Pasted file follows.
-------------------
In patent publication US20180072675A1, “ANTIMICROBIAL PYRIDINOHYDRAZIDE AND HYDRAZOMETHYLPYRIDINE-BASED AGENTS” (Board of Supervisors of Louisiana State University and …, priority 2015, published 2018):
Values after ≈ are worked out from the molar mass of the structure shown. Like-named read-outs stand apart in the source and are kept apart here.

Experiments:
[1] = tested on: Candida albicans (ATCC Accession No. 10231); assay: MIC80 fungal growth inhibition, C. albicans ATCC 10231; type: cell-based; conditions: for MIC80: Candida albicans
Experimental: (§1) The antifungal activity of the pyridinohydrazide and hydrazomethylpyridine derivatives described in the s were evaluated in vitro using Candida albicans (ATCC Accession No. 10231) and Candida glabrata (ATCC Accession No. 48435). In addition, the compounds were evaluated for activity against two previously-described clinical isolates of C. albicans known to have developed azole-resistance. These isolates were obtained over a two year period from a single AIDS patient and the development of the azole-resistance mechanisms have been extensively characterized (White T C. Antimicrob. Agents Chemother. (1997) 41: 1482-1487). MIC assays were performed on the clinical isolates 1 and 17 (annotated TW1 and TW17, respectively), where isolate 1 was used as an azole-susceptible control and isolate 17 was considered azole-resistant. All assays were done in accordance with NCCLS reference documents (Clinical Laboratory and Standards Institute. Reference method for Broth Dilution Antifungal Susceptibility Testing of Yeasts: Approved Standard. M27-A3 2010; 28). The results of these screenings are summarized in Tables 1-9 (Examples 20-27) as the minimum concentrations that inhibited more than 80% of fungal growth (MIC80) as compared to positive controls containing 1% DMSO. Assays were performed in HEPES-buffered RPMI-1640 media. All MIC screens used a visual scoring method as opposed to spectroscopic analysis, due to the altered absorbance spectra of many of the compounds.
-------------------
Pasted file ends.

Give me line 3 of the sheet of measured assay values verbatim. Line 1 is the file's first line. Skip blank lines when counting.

Experiments: